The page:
We have had a productive week in middle school. We completed a unit on semicolons. We learned the five main rules of usage for semicolons. We will review the rules on Tuesday and Wednesday, and each class will have a quiz on Thursday.
- Use a semicolon when you combine two sentences without a conjunction example: Lily was sick; she missed school.
- Use a semicolon between when combining two sentences with a conjunction IF THERE ARE ALREADY COMMAS USED example: Due to the storm, the streets were closed; so we had to make a detour.
- Use a semicolon when using a conjunctive adverb with the semi-colon preceding it and the comma following it example: The weather is wonderful; in fact, it’s the best weather we’ve had in days.
- Use a semicolon when separating phrases of equal rank and already contain commas example: Her family consists of three teenagers including Jordan, tenth grade; Sam, ninth grade; and Joe, eighth grade.
- Use a semicolon after quotation marks when following the rules listed above example: He was such a “klutz”; it made me crazy.
The sixth graders completed their first set of creative vocabulary activities. They all did a fabulous job. Maiah J completed six songs for her words. Here are a couple:
Temptations to the tune of “I have a little dreidel”:
I have so many temptations,
they make me want to do things
like eat the dogs food or drink the water
Oh temptations, temptation, temptations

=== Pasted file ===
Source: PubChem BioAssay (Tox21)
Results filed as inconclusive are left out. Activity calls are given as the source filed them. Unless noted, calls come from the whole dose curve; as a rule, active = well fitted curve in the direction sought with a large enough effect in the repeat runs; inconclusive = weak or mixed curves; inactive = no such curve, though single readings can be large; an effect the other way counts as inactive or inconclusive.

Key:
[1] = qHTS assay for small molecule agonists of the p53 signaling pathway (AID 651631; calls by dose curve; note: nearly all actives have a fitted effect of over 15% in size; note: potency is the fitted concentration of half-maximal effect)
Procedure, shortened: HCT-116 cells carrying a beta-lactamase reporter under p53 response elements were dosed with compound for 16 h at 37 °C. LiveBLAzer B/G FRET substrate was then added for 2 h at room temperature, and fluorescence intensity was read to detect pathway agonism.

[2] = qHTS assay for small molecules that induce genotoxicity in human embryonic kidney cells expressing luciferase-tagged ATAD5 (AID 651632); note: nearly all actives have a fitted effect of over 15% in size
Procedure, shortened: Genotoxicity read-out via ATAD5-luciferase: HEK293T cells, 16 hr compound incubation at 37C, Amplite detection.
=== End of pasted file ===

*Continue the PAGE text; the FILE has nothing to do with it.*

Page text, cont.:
there are so many
and when I get rid of them
then I will have none.
Emulate to the tune of “Shake it Off”
I want to be someone that is not me
that is who I want to be
I want to emulate this certain person
because they’re nice and cool and that is who I want to be
lala dada dee
Here are Jasmine’s acrostic poems:
Here are Orli’s vocabulary illustrations:
Seventh and eighth graders will be starting To Kill a Mockingbird on Tuesday. Vocabulary and reflective questions have been posted on both the seventh and eighth grade blog pages. Be sure to take a look at your assignments. You must have your own copy of the novel in class on Tuesday.
On another note, I just wanted to mention how impressed I am with the quality of the the book commercials. I have seen such a difference in your public speaking skills since the beginning of the year. Below are some helpful reminders to help you prepare:
- Choose a book that you love so it is easier to remember the plot and talk about it freely
- Write a script to help guide you and then practice it several times so that you don’t really need it
- Practice making eye contact with the audience and talking while using your hands
- Use the RUBRIC as a guide so that you don’t forget important parts
REMEMBER to read 15 minutes each night. You should have read a minimum of 13 books this year. We are at the half-way mark.